Quaker Man Dressed in Simplicity
300 years of Quakers in Tottenham

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Tottenham Quakers

William Dillwyn (1743-1824)

William Dillwyn was born in Philadelphia, USA. In 1774 William came to England to start a campaign against slavery. He quickly made friends and decided to settle here.

In 1777, William Dillwyn married Sally Weston at Tottenham Meeting House. They lived at Higham Lodge, Walthamstow. Sally gave birth to eight children.
"In procuring slaves from the coast of Africa, many children are stolen privately; wars are also encouraged..., but all is at a great distance.
"Many groans arise from dying men, which we hear not. Many cries are uttered by women and fatherless children, which reach not our ears.
"Many cheeks are wet with tears and faces with unutterable grief, which we see not. Cruel tyranny is encouraged. The hands of robbers are strengthened and thousands reduced to the most abject slavery, who never injured us."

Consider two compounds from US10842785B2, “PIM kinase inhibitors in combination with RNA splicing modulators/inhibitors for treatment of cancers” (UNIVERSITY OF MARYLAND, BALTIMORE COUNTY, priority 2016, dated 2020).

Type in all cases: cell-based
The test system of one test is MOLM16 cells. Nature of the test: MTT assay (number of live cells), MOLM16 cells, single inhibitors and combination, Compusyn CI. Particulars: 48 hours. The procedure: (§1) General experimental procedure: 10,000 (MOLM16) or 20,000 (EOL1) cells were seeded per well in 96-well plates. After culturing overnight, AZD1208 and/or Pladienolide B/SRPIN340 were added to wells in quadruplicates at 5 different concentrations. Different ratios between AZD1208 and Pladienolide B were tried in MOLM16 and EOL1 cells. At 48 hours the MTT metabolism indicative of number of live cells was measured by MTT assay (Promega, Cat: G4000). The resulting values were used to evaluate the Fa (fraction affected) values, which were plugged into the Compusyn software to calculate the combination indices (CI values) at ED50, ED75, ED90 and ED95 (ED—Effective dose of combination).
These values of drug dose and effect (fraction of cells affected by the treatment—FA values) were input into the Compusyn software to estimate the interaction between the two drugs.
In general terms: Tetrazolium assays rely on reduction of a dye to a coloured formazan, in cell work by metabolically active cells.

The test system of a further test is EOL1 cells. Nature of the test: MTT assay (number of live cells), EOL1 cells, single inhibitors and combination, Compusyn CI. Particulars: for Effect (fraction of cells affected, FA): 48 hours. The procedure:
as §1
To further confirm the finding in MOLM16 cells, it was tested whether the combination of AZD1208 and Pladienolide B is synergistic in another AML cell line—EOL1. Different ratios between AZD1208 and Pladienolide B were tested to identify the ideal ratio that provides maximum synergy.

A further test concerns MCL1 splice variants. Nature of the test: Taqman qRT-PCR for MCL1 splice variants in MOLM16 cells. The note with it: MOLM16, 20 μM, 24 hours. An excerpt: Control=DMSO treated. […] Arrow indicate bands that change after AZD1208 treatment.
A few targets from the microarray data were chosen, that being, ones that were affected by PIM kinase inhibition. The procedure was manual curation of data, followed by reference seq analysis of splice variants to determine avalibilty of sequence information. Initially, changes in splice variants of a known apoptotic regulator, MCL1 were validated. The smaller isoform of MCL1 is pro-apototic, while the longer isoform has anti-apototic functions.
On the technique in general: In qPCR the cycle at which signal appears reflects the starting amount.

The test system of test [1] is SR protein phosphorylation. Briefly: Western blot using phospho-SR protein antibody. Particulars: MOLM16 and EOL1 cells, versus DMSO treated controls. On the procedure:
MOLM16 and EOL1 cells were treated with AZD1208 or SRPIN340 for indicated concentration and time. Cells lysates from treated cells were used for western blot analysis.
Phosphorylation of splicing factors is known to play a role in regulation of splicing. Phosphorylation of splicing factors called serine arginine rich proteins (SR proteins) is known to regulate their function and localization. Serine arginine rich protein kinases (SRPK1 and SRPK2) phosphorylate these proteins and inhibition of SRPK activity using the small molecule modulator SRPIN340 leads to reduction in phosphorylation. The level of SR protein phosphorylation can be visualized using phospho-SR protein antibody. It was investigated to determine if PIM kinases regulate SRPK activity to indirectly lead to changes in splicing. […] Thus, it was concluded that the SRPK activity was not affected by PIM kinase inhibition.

From The Case of our fellow creatures, the oppressed Africans, respectfully recommended to the serious considerations of the Legislature of Great Britain by the people called Quakers, written by John Lloyd and William Dillwyn.

William went on to campaign for the rights of slaves in the West Indies. He died aged 81 and is buried in the Friends Burial Ground at Tottenham.

Quaker Woman